Welcome to the bloggy home of Noah Brier. I'm the co-founder of Percolate and general internet tinkerer. This site is about media, culture, technology, and randomness. It's been around since 2004 (I'm pretty sure). Feel free to get in touch. Get in touch.

You can subscribe to this site via RSS (the humanity!) or .

Curator? Really?

I am a bit of a stickler for words. Not like some people, who are super serious about it, but I get very annoyed when people throw words around carelessly. Innovation is a good one and I get in arguments every other day about whether “intent” in relation to web economics and marketing means what people mean it to mean (most of the time it doesn’t). The newest one is curation. I’m a bit less sure about this, but I have a feeling that all these people throwing it around are using it incorrectly. I’m not sure what the word should be, as most of the time they are describing the act of collecting and publishing content produced by others, though I really like this take from Tomorrow Museum (from March, 2010):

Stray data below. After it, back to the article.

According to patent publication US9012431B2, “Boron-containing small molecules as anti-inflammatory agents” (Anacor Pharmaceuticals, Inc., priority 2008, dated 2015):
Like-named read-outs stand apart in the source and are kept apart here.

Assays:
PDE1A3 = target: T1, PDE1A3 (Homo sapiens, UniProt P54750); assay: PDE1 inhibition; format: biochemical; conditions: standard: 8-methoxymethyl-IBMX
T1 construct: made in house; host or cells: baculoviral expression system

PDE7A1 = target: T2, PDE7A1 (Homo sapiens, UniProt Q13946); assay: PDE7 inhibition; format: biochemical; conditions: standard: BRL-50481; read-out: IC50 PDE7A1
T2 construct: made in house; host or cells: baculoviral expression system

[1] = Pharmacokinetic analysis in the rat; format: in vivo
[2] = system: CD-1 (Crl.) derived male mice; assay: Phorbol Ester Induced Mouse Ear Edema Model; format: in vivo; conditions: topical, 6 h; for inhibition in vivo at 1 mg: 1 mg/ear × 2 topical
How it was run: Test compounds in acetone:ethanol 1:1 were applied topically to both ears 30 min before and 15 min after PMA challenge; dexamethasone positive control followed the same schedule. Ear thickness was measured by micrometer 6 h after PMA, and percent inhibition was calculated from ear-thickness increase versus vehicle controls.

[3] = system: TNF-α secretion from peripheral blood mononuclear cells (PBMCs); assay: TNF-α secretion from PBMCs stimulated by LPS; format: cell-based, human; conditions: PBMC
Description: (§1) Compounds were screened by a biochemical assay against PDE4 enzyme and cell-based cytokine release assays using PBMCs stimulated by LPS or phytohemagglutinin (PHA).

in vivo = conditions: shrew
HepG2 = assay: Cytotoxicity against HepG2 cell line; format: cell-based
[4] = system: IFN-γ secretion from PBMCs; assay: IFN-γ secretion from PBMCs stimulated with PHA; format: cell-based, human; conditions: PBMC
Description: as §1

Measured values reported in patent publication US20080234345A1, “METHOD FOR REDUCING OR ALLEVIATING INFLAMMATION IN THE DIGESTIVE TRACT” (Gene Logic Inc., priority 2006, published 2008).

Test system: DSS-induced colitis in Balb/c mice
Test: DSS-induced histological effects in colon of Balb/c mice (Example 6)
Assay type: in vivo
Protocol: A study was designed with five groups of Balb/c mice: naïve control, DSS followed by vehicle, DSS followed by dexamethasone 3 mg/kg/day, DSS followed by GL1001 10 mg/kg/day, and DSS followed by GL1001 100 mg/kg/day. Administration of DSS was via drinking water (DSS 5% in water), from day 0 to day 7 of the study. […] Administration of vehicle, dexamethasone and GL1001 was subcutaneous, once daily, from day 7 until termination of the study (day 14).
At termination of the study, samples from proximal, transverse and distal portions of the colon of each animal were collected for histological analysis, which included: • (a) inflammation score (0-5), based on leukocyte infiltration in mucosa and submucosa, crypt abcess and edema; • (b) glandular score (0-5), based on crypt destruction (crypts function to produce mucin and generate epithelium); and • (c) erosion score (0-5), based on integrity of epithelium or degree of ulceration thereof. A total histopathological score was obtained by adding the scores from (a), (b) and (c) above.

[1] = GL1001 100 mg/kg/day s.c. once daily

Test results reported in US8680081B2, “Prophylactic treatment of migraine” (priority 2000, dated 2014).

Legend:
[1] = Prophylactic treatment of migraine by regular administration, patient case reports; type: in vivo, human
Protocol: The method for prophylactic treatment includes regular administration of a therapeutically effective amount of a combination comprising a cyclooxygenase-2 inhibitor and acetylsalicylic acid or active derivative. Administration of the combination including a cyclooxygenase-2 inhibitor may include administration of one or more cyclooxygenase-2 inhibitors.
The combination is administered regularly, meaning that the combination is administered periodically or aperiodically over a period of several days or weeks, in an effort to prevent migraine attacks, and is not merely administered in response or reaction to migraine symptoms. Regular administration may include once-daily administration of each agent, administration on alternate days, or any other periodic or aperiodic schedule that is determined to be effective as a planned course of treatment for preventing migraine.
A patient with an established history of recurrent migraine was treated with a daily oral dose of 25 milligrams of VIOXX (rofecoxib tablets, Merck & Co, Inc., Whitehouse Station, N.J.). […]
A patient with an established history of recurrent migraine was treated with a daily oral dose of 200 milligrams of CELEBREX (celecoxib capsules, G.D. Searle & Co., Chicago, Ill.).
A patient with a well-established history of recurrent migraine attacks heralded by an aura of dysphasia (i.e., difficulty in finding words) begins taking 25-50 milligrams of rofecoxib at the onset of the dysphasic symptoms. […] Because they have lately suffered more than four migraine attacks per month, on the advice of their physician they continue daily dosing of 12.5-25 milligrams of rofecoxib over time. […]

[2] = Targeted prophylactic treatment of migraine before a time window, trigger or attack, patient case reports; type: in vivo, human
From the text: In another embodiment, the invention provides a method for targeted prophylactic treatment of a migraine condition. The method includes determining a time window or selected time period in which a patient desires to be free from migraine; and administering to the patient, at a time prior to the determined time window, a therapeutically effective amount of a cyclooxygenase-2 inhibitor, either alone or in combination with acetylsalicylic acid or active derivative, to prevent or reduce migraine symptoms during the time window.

A social media curator is a essentially a selector. The practice is nothing more than human hand editing in the model of Mahalo. By this account, if you can pick out clothes for yourself in the morning, you can “curate.” Meanwhile, what Poynter and Youtube are looking for might better be described as “context analyst,” or what used to be known as a semiotician.

So why are these companies hiring curators in name only, rather than requesting real curatorial duties? If all you want is someone to list what is good and what is not good, you might as well call the job “office Nick Hornby.” Not to mention, identifying trends, context, and environment is something a writer should always be doing.

I think editor is right, but then an editor often is a person responsible for compiling content produced by people within an organization (or hired by that organization). There’s something a bit different going on here, and again, I don’t know what to call it, but I’m pretty sure curation isn’t it. But maybe it is?

January 18, 2011